Montreal 1970. The “Vampire Killer” has murdered three women and a fourth is missing. Bombs explode in the stock exchange, McGill University, and houses in Westmount. Riots break out at the St. Jean Baptiste parade and at Sir George Williams University. James Cross and Pierre Laporte are kidnapped and the Canadian army moves onto the streets of Montreal.
A young beat cop working out of Station Ten finds himself almost alone hunting the serial killer, as the rest of the force focuses on the FLQ crisis. Constable Eddie Dougherty, the son of a French mother and an Irish-Canadian father, decides to take matters into his own hands to catch the killer before he strikes again.
Set against actual historical events, Black Rock is both a compelling page-turner and an accomplished novel in the style of Dennis Lehane.
This is the third novel I have read by Canadian crime fiction author, John McFetridge following on from Dirty Sweet and Swap aka Let It Ride. McFetridge’s books have been compared in the past to both Elmore Leonard and Ken Bruen, both favourites of mine, so it was pretty much a no-brainer that he would make it onto my reading radar at some point.
Black Rock takes us back to the early 70’s in Montreal and a time of social unrest not just in Canada; but worldwide, with protests in the US and Europe mainly against America’s involvement in Vietnam, but also race riots, student riots and a more prolonged period of unrest in Ireland.
Being of an age where I would have been 6 when the events described within Black Rock happened and having no knowledge of the political situation in Canada at the time, I was happy to get myself a bit of an education. The Front de libération du Québec was a terrorist organisation committed to seeking independence for Quebec from the rest of Canada. In the late 60’s and early 70’s there were a multitude of bombings, riots and eventually kidnappings for ransom with safe passage to Algeria or Cuba demanded for the perpetrators as well as $500,000 in gold bar.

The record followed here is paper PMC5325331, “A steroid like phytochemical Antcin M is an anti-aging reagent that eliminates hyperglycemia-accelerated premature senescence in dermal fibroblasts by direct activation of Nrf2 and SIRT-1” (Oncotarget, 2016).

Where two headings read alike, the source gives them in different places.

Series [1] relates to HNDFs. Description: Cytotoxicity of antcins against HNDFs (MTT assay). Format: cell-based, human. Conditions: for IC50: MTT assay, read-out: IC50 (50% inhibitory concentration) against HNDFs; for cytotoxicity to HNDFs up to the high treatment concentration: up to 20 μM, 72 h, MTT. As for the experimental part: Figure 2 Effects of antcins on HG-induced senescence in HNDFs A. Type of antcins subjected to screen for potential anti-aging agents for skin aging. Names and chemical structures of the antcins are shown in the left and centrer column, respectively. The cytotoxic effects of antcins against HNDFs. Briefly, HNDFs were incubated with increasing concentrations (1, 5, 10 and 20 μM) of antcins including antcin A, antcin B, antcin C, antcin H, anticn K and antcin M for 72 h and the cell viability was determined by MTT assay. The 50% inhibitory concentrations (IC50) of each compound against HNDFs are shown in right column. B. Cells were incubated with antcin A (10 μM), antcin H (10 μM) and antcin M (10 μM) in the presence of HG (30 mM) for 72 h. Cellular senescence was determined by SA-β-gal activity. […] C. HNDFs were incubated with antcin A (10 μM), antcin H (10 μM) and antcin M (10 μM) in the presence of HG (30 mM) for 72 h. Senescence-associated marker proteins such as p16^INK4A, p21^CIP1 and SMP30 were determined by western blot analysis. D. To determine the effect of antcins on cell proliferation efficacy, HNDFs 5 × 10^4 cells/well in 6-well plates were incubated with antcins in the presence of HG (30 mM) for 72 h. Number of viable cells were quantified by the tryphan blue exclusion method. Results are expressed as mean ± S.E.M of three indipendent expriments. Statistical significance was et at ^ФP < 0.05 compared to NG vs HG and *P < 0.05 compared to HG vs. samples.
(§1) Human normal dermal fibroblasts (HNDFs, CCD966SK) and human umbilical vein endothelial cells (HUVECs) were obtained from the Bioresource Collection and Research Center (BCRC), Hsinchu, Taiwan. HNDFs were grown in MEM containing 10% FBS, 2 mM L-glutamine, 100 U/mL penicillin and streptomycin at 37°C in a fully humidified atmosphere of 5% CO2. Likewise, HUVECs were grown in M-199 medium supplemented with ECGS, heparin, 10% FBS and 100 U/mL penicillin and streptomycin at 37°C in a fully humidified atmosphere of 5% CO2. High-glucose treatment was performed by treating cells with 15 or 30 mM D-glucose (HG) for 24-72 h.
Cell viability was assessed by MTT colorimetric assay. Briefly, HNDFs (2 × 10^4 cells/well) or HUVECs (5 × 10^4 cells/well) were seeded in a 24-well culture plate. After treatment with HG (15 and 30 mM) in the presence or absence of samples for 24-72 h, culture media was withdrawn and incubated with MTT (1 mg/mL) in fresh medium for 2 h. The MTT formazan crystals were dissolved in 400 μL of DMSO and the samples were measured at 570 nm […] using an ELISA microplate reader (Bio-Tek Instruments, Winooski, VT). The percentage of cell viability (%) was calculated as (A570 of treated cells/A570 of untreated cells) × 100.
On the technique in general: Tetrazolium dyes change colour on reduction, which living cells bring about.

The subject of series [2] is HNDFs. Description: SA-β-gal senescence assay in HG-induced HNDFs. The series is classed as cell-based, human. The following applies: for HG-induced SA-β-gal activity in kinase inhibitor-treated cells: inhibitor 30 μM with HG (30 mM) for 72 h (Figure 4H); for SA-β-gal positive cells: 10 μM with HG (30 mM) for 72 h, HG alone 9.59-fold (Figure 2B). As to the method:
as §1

Black Rock is set against this back-drop where police resource and attention is diverted away from investigating crime to chasing around after the FLQ and reacting to the bombing campaign. Our focus in the book is Eddie Dougherty a young patrolman who is frustrated in his duties and wants to make a difference. For Eddie making a difference will be catching the Vampire Killer who so far slain three women. Eddie gets the attention of a homicide detective when a local girl in his childhood neighbourhood disappears, a suspected victim of the elusive killer.
Dougherty is a well-drawn character with depth to his persona. We learn about his upbringing, his childhood and education, as well as run-ins with his peers in the neighbourhood. There’s the previous conflict with his father over his choice of career, his on-going relationship with his parents and the continuation of family squabbles, this time between his parents and his younger sister Cheryl. Family drama is realistically portrayed. Eddie now a man has reconciled with his father and after a degree of separation is back in the family fold having attained a measure of equality with his dad, now more tolerant and accepting of his son’s choices.
Eddie under the tutelage of Detective Carpentier progresses the investigation. Along with his girlfriend, Ruth and her studies and interest in the killings and her theories on progression, Eddie moves closer to catching his man.
An interesting book, with McFetridge expertly weaving fact and fiction together to produce a satisfying read. Some enjoyable pop culture references, even though I wouldn’t claim to be a big fan of Joplin, Hendricks or Morrison.
I still have a few McFetridge books to get to. Below the Line, Everybody Knows This is Nowhere and Tumblin’ Dice await me, hopefully later this year. (Potential Canada Challenge?)
4 from 5
Another Net Galley read. Black Rock is published by ECW Press in May, 2014.